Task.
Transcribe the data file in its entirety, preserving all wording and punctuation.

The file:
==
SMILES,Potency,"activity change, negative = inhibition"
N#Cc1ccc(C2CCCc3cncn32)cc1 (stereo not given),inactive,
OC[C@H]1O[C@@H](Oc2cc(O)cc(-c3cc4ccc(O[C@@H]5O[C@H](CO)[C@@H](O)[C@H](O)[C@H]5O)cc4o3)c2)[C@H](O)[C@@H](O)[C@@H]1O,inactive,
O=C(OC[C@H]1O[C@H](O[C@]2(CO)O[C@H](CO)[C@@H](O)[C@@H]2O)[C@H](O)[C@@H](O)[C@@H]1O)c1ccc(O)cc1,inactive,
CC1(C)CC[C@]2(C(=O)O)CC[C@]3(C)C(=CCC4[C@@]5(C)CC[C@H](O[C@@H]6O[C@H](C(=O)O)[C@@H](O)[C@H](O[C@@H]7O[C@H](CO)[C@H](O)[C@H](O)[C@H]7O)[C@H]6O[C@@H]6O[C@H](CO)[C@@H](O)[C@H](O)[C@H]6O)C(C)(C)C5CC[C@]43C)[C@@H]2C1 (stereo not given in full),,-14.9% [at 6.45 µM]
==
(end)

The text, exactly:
SMILES,Potency,"activity change, negative = inhibition"
N#Cc1ccc(C2CCCc3cncn32)cc1 (stereo not given),inactive,
OC[C@H]1O[C@@H](Oc2cc(O)cc(-c3cc4ccc(O[C@@H]5O[C@H](CO)[C@@H](O)[C@H](O)[C@H]5O)cc4o3)c2)[C@H](O)[C@@H](O)[C@@H]1O,inactive,
O=C(OC[C@H]1O[C@H](O[C@]2(CO)O[C@H](CO)[C@@H](O)[C@@H]2O)[C@H](O)[C@@H](O)[C@@H]1O)c1ccc(O)cc1,inactive,
CC1(C)CC[C@]2(C(=O)O)CC[C@]3(C)C(=CCC4[C@@]5(C)CC[C@H](O[C@@H]6O[C@H](C(=O)O)[C@@H](O)[C@H](O[C@@H]7O[C@H](CO)[C@H](O)[C@H](O)[C@H]7O)[C@H]6O[C@@H]6O[C@H](CO)[C@@H](O)[C@H](O)[C@H]6O)C(C)(C)C5CC[C@]43C)[C@@H]2C1 (stereo not given in full),,-14.9% [at 6.45 µM]